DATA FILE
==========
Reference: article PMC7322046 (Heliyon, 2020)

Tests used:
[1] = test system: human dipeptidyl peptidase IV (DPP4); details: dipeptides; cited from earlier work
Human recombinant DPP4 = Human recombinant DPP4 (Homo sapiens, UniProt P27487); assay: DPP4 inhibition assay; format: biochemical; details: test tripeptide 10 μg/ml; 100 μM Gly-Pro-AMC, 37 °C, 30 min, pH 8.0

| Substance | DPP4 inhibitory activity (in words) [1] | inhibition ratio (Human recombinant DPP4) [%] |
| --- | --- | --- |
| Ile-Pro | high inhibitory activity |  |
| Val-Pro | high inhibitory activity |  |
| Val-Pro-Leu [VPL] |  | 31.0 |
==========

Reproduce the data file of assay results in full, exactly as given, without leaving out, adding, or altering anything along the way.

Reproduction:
Reference: article PMC7322046 (Heliyon, 2020)

Tests used:
[1] = test system: human dipeptidyl peptidase IV (DPP4); details: dipeptides; cited from earlier work
Human recombinant DPP4 = Human recombinant DPP4 (Homo sapiens, UniProt P27487); assay: DPP4 inhibition assay; format: biochemical; details: test tripeptide 10 μg/ml; 100 μM Gly-Pro-AMC, 37 °C, 30 min, pH 8.0

| Substance | DPP4 inhibitory activity (in words) [1] | inhibition ratio (Human recombinant DPP4) [%] |
| --- | --- | --- |
| Ile-Pro | high inhibitory activity |  |
| Val-Pro | high inhibitory activity |  |
| Val-Pro-Leu [VPL] |  | 31.0 |